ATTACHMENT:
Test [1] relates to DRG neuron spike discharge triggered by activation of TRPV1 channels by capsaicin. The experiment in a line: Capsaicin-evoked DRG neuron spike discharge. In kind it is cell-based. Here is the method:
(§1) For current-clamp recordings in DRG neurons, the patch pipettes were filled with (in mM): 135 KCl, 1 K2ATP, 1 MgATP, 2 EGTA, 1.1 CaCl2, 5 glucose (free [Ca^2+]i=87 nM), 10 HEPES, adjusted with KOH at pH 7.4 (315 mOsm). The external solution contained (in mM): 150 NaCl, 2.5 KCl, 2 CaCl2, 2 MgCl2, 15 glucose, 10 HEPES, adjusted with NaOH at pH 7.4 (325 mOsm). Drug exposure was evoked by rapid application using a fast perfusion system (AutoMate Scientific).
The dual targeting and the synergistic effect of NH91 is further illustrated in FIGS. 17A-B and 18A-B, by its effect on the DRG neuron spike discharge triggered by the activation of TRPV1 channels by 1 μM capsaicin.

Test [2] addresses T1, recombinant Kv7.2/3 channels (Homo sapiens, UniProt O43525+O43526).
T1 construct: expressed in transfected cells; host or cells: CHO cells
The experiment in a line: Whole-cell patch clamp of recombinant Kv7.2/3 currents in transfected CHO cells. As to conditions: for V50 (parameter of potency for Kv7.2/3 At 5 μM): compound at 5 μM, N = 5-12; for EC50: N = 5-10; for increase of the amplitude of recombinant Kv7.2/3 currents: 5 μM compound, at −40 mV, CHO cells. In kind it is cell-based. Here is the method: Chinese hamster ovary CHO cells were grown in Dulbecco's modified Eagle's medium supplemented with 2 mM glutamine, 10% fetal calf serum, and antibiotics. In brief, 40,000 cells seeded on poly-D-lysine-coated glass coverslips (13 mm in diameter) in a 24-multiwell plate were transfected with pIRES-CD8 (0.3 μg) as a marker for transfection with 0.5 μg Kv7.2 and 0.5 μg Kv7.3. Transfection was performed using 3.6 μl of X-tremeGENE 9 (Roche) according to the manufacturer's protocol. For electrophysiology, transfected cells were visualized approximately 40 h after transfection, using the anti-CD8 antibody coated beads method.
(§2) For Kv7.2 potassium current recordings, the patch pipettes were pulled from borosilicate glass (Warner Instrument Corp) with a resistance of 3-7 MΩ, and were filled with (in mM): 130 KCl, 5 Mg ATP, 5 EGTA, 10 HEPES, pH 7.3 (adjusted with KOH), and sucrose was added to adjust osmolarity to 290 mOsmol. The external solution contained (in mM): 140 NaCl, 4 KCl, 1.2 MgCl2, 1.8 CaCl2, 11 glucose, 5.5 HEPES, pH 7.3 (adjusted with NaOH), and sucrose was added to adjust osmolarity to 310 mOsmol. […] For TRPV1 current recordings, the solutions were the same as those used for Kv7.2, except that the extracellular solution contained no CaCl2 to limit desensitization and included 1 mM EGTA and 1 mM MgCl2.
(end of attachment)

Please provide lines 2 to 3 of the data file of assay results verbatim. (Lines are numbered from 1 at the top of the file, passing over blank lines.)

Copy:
(§1) For current-clamp recordings in DRG neurons, the patch pipettes were filled with (in mM): 135 KCl, 1 K2ATP, 1 MgATP, 2 EGTA, 1.1 CaCl2, 5 glucose (free [Ca^2+]i=87 nM), 10 HEPES, adjusted with KOH at pH 7.4 (315 mOsm). The external solution contained (in mM): 150 NaCl, 2.5 KCl, 2 CaCl2, 2 MgCl2, 15 glucose, 10 HEPES, adjusted with NaOH at pH 7.4 (325 mOsm). Drug exposure was evoked by rapid application using a fast perfusion system (AutoMate Scientific).
The dual targeting and the synergistic effect of NH91 is further illustrated in FIGS. 17A-B and 18A-B, by its effect on the DRG neuron spike discharge triggered by the activation of TRPV1 channels by 1 μM capsaicin.